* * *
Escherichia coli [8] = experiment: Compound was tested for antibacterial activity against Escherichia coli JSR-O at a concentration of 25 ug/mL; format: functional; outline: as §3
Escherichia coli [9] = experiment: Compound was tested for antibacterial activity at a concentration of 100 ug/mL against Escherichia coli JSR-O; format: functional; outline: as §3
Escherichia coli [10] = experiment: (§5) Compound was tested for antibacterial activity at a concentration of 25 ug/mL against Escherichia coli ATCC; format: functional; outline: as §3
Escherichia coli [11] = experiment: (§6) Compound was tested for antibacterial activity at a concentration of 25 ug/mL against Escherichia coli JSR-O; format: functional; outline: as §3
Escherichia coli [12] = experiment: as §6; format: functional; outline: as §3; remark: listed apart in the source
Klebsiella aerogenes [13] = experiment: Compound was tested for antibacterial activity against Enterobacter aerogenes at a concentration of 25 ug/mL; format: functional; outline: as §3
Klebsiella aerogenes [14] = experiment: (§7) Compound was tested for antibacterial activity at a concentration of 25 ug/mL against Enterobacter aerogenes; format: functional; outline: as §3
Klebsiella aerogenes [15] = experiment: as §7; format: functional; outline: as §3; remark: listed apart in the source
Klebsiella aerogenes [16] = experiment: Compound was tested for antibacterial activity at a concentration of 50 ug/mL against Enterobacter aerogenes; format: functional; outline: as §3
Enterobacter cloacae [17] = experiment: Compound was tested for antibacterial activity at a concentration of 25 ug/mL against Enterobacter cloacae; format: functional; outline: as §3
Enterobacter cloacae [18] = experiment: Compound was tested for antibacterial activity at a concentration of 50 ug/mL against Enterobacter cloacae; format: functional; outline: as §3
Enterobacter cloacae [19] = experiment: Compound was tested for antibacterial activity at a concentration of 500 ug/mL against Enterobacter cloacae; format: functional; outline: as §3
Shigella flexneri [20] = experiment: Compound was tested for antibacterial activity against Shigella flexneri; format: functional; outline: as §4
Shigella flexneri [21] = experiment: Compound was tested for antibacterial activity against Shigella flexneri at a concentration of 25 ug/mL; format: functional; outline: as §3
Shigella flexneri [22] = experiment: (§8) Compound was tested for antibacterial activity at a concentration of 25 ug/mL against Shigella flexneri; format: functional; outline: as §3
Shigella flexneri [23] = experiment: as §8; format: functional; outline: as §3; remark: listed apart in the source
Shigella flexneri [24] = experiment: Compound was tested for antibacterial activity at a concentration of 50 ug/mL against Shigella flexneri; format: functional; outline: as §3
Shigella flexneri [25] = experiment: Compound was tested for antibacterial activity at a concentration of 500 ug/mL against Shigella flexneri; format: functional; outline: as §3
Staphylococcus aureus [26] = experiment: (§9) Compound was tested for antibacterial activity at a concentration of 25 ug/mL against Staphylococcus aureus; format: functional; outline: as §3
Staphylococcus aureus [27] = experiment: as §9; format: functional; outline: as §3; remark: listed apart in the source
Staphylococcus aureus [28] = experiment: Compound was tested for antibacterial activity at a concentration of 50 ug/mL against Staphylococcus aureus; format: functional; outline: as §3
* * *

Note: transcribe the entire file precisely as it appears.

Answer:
Escherichia coli [8] = experiment: Compound was tested for antibacterial activity against Escherichia coli JSR-O at a concentration of 25 ug/mL; format: functional; outline: as §3
Escherichia coli [9] = experiment: Compound was tested for antibacterial activity at a concentration of 100 ug/mL against Escherichia coli JSR-O; format: functional; outline: as §3
Escherichia coli [10] = experiment: (§5) Compound was tested for antibacterial activity at a concentration of 25 ug/mL against Escherichia coli ATCC; format: functional; outline: as §3
Escherichia coli [11] = experiment: (§6) Compound was tested for antibacterial activity at a concentration of 25 ug/mL against Escherichia coli JSR-O; format: functional; outline: as §3
Escherichia coli [12] = experiment: as §6; format: functional; outline: as §3; remark: listed apart in the source
Klebsiella aerogenes [13] = experiment: Compound was tested for antibacterial activity against Enterobacter aerogenes at a concentration of 25 ug/mL; format: functional; outline: as §3
Klebsiella aerogenes [14] = experiment: (§7) Compound was tested for antibacterial activity at a concentration of 25 ug/mL against Enterobacter aerogenes; format: functional; outline: as §3
Klebsiella aerogenes [15] = experiment: as §7; format: functional; outline: as §3; remark: listed apart in the source
Klebsiella aerogenes [16] = experiment: Compound was tested for antibacterial activity at a concentration of 50 ug/mL against Enterobacter aerogenes; format: functional; outline: as §3
Enterobacter cloacae [17] = experiment: Compound was tested for antibacterial activity at a concentration of 25 ug/mL against Enterobacter cloacae; format: functional; outline: as §3
Enterobacter cloacae [18] = experiment: Compound was tested for antibacterial activity at a concentration of 50 ug/mL against Enterobacter cloacae; format: functional; outline: as §3
Enterobacter cloacae [19] = experiment: Compound was tested for antibacterial activity at a concentration of 500 ug/mL against Enterobacter cloacae; format: functional; outline: as §3
Shigella flexneri [20] = experiment: Compound was tested for antibacterial activity against Shigella flexneri; format: functional; outline: as §4
Shigella flexneri [21] = experiment: Compound was tested for antibacterial activity against Shigella flexneri at a concentration of 25 ug/mL; format: functional; outline: as §3
Shigella flexneri [22] = experiment: (§8) Compound was tested for antibacterial activity at a concentration of 25 ug/mL against Shigella flexneri; format: functional; outline: as §3
Shigella flexneri [23] = experiment: as §8; format: functional; outline: as §3; remark: listed apart in the source
Shigella flexneri [24] = experiment: Compound was tested for antibacterial activity at a concentration of 50 ug/mL against Shigella flexneri; format: functional; outline: as §3
Shigella flexneri [25] = experiment: Compound was tested for antibacterial activity at a concentration of 500 ug/mL against Shigella flexneri; format: functional; outline: as §3
Staphylococcus aureus [26] = experiment: (§9) Compound was tested for antibacterial activity at a concentration of 25 ug/mL against Staphylococcus aureus; format: functional; outline: as §3
Staphylococcus aureus [27] = experiment: as §9; format: functional; outline: as §3; remark: listed apart in the source
Staphylococcus aureus [28] = experiment: Compound was tested for antibacterial activity at a concentration of 50 ug/mL against Staphylococcus aureus; format: functional; outline: as §3